Nevertheless, this strategy of nationalist supplication proved unsuccessful. Slovak demands mostly concerned language rights, which unfortunately are a zero-sum game: Slovak gains would necessarily come at Hungarian expense. Magyar pundits, journalists and policy makers ignored Slovak political appeals in the name of a multi-ethnic Hungary, and proved consistently unwilling to grant Slovaks any collective rights.

Magyar stubbornness and chauvinism may have ultimately proved selfdefeating. It created bitterness and desperation among the Slovak intelligentsia. That said, Slovaks might never have broken with Hungary had traumatic defeat in the First World War not shattered the legitimacy of the Habsburg imperial system.

Special emphasis, however, must also be placed on the diversity of linguistic national concepts in nineteenth-century Slovakia. Indeed, Slovak Austro-Slavism is conspicuous by its absence. The diversity of linguistic concepts, however, cannot be explained away. North Hungarian Slavism, in effect, combined Slovaks and Rusyns into a single collective. Several northern Hungarian counties contained both Slovak and Rusyn populations; by proclaiming the unity of North Hungarian Slavs, Slovaks hoped that Slovaks and Rusyns together could form a broader political base.

A Slovak mining district elected him to the Hungarian parliament in ; he won electoral support from Slovaks on the basis of his education, Czech contacts, and possibly his Slovak spouse. The Magyar elite had not forgotten his collaboration with the Russian army, proclaimed him a traitor and refused to recognize his mandate for parliament. North Hungarian Slavism was a fashion of , vanishing when it ceased to yield political dividends. But so long as Slovaks sought to work 74 Choosing Slovakia with Rusyn leaders, they justified the alliance with an appropriately imagined national community.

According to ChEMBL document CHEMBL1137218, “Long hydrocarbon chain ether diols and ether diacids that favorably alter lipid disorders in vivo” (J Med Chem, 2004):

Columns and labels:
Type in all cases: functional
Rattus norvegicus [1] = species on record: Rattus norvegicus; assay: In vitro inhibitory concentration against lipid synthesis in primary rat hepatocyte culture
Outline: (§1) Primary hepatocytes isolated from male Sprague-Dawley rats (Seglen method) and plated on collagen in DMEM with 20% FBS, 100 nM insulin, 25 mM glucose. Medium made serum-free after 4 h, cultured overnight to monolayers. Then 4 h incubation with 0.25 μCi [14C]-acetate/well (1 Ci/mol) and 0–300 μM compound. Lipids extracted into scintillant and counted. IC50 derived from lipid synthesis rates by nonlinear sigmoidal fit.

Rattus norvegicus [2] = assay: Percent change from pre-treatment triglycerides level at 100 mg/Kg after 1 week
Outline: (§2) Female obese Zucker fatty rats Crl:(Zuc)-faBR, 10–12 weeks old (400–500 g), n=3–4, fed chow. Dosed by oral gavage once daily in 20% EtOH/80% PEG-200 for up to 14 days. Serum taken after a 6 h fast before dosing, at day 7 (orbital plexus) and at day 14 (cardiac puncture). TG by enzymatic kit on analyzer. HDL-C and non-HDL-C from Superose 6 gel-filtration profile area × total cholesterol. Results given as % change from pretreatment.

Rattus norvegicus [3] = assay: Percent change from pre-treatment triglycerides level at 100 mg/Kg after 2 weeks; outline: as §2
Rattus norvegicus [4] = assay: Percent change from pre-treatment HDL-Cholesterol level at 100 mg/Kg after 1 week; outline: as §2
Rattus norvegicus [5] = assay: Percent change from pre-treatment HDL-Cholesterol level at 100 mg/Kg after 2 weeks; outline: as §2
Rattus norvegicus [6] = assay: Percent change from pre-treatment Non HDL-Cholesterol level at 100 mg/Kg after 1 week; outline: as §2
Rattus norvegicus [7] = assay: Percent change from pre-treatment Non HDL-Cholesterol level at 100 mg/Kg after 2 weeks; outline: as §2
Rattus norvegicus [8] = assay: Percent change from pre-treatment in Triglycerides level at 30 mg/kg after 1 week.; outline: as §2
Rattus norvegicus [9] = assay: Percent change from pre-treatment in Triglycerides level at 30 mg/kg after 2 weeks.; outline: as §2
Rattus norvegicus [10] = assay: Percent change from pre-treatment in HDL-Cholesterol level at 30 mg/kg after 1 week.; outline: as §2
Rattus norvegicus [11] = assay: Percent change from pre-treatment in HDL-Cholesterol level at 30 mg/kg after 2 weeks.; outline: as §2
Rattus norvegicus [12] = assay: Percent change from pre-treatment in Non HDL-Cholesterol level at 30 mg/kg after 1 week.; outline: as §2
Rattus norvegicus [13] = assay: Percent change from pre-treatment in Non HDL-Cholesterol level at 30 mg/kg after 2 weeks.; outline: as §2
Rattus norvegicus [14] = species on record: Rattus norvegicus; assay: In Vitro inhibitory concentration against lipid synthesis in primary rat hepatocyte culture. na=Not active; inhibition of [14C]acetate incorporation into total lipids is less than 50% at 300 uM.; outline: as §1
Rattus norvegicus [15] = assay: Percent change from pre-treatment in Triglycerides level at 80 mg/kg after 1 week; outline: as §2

Assuming that Slovak leaders invoked whatever national concept promoted their political aims best explains nineteenth century Czechoslovakism. On the ruins of all cultural centers in Slovakia we must doubly proclaim the inevitability of this unity, we must cultivate it with all our strength, sustain ourselves with the fruits of this our common culture. To understand the development of Slovak nationalism after , therefore, requires a closer examination of Slovak linguistic nationalism.

Slovak linguistic thought turns out to be even more complex than Slovak national thought. This is a mistake: as observed above, Slovak thinkers promoted diverse linguistic concepts. The intellectual history of Slovak linguistic loyalties has a complex trajectory with several phases, and its turning points differ from the milestones of Hungarian political history. A discussion of Slovak linguistic thought requires an appropriate analytical vocabulary.

This breaks with existing precedent, so this chapter ends with a critique of existing terminology and a plea for new analytical terms. It refers to 1 a series of standardized conventions for spelling and grammar, as codified in dictionaries and school primers. To specify this first meaning, scholars frequently use a modifying adjective, e. Since every town or village has its distinctive speech peculiarities, the speech of any arbitrarily defined territory always differs from neighboring territories.